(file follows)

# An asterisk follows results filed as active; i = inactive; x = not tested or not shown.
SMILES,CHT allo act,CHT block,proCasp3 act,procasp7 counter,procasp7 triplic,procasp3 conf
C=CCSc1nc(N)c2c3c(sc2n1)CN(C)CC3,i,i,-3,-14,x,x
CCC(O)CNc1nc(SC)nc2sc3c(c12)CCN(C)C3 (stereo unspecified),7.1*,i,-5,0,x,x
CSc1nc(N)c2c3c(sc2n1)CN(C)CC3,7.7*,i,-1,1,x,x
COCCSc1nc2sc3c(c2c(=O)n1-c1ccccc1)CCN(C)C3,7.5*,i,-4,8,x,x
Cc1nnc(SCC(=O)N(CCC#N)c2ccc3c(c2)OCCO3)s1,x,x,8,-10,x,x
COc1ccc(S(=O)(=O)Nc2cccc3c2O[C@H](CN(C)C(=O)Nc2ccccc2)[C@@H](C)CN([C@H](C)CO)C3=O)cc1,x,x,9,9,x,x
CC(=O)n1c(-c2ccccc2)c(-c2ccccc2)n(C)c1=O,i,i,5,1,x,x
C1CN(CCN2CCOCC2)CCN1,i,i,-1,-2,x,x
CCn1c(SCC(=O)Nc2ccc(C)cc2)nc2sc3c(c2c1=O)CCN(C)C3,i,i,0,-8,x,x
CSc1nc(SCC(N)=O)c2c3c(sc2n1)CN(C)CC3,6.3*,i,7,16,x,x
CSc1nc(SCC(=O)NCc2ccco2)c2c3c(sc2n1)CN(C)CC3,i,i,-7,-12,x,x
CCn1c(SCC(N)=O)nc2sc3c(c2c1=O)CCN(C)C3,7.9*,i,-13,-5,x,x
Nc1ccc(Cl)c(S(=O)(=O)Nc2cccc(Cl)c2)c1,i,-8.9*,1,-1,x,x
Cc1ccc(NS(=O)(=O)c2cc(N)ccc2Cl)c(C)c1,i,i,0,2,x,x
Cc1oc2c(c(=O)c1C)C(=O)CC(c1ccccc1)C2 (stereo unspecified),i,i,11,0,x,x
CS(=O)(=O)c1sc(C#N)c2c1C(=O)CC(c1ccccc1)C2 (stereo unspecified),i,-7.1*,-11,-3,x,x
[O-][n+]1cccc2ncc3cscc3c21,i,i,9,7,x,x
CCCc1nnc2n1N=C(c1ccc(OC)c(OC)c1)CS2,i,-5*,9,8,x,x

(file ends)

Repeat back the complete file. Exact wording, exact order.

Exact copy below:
# An asterisk follows results filed as active; i = inactive; x = not tested or not shown.
SMILES,CHT allo act,CHT block,proCasp3 act,procasp7 counter,procasp7 triplic,procasp3 conf
C=CCSc1nc(N)c2c3c(sc2n1)CN(C)CC3,i,i,-3,-14,x,x
CCC(O)CNc1nc(SC)nc2sc3c(c12)CCN(C)C3 (stereo unspecified),7.1*,i,-5,0,x,x
CSc1nc(N)c2c3c(sc2n1)CN(C)CC3,7.7*,i,-1,1,x,x
COCCSc1nc2sc3c(c2c(=O)n1-c1ccccc1)CCN(C)C3,7.5*,i,-4,8,x,x
Cc1nnc(SCC(=O)N(CCC#N)c2ccc3c(c2)OCCO3)s1,x,x,8,-10,x,x
COc1ccc(S(=O)(=O)Nc2cccc3c2O[C@H](CN(C)C(=O)Nc2ccccc2)[C@@H](C)CN([C@H](C)CO)C3=O)cc1,x,x,9,9,x,x
CC(=O)n1c(-c2ccccc2)c(-c2ccccc2)n(C)c1=O,i,i,5,1,x,x
C1CN(CCN2CCOCC2)CCN1,i,i,-1,-2,x,x
CCn1c(SCC(=O)Nc2ccc(C)cc2)nc2sc3c(c2c1=O)CCN(C)C3,i,i,0,-8,x,x
CSc1nc(SCC(N)=O)c2c3c(sc2n1)CN(C)CC3,6.3*,i,7,16,x,x
CSc1nc(SCC(=O)NCc2ccco2)c2c3c(sc2n1)CN(C)CC3,i,i,-7,-12,x,x
CCn1c(SCC(N)=O)nc2sc3c(c2c1=O)CCN(C)C3,7.9*,i,-13,-5,x,x
Nc1ccc(Cl)c(S(=O)(=O)Nc2cccc(Cl)c2)c1,i,-8.9*,1,-1,x,x
Cc1ccc(NS(=O)(=O)c2cc(N)ccc2Cl)c(C)c1,i,i,0,2,x,x
Cc1oc2c(c(=O)c1C)C(=O)CC(c1ccccc1)C2 (stereo unspecified),i,i,11,0,x,x
CS(=O)(=O)c1sc(C#N)c2c1C(=O)CC(c1ccccc1)C2 (stereo unspecified),i,-7.1*,-11,-3,x,x
[O-][n+]1cccc2ncc3cscc3c21,i,i,9,7,x,x
CCCc1nnc2n1N=C(c1ccc(OC)c(OC)c1)CS2,i,-5*,9,8,x,x